St. Patrick’s Festival was established by the Government of Ireland in November 1995.
The principal aim of St. Patrick’s Festival, since its inauguration, is to develop a major annual international festival around the national holiday over which the ‘owners’ of the festival, the Irish people, would stand proud. It sets out to reflect the talents and achievements of Irish people on many national and world stages, and it acts as an exciting showcase for the manifold skills of the people of Ireland, of every age and social background.
As the one national holiday that is celebrated in more countries around the world than any other, St. Patrick’s Day is the day when everyone wants to be Irish.
We set out to seize that opportunity, and completely transform the national and international perception of St. Patrick’s Day in Dublin. This country is bursting with the kind of creative energy, ideas and enthusiasm required to do the job. Our job has been to harness them, and make our national holiday an unforgettable experience for all.
Why was it started?
- To offer a national festival that ranks amongst all of the greatest celebration in the world.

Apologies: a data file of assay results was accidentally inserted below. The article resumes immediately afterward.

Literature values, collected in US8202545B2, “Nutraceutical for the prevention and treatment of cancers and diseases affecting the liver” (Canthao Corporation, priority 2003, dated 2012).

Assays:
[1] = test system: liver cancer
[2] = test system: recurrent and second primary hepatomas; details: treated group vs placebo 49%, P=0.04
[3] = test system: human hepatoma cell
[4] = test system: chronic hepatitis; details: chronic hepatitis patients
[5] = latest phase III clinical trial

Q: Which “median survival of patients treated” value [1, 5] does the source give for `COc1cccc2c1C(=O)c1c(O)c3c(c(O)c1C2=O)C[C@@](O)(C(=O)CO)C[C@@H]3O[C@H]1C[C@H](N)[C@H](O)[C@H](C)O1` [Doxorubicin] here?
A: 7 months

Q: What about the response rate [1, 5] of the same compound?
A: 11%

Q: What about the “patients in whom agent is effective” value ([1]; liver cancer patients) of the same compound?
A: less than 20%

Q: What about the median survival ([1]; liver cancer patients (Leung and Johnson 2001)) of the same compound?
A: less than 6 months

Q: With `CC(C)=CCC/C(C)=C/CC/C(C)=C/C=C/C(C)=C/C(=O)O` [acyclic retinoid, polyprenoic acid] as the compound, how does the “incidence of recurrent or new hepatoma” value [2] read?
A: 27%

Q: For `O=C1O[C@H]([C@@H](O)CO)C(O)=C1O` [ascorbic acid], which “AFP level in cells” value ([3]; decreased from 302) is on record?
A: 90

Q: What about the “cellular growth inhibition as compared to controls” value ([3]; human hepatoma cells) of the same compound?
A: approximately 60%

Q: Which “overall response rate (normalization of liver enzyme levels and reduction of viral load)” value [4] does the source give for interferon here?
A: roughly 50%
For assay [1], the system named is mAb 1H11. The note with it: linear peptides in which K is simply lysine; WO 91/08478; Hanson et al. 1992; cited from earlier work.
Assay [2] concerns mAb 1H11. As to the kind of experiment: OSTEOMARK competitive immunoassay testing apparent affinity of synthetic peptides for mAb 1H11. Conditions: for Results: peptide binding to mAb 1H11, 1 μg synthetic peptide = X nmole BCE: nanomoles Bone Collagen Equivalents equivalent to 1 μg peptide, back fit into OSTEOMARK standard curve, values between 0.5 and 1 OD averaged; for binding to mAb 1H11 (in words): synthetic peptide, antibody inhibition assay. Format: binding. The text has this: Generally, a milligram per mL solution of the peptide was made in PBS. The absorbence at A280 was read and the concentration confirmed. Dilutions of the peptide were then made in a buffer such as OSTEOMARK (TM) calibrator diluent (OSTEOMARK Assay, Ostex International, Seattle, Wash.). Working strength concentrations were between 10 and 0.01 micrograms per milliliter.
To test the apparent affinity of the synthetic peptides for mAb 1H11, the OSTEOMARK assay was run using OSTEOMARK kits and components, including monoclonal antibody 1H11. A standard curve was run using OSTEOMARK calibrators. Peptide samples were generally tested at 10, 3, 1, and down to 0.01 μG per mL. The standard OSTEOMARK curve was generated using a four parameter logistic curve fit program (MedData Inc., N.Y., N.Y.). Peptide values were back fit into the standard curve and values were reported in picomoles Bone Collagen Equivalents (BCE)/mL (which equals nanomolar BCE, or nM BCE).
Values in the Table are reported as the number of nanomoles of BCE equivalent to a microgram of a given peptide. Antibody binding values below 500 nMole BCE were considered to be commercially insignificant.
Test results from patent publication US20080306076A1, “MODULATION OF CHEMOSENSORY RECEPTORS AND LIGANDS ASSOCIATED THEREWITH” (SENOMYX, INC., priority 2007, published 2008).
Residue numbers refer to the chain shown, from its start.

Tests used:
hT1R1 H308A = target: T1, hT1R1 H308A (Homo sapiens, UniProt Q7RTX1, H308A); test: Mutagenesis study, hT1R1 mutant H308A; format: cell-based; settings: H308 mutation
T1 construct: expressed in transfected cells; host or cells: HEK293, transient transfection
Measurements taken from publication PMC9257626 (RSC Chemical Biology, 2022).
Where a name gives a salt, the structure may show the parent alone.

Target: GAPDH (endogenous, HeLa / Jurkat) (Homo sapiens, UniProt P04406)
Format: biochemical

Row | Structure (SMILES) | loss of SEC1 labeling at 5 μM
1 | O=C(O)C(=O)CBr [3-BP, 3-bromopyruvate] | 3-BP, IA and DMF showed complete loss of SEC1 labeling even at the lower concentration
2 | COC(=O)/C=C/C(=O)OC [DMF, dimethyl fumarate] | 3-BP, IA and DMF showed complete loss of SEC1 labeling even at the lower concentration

- To create energy and excitement throughout Ireland via innovation, creativity, grassroots involvement, and marketing activity.
- To provide the opportunity and motivation for people of Irish descent (and those who sometimes wish they were Irish) to attend and join in the imaginative and expressive celebrations.
- To project, internationally, an accurate image of Ireland as a creative, professional and sophisticated country with wide appeal.
The first St. Patrick’s Festival was held over one day, and night, on March 17th 1996, it has since grown to a 4-5 day celebration.
Future Festival Dates:
2018: Friday 16th – Monday 19th March
2019: Friday 15th – Monday 18th March
2020: Saturday 14th – Tuesday 17th March
St. Patrick’s Day is always on 17th March.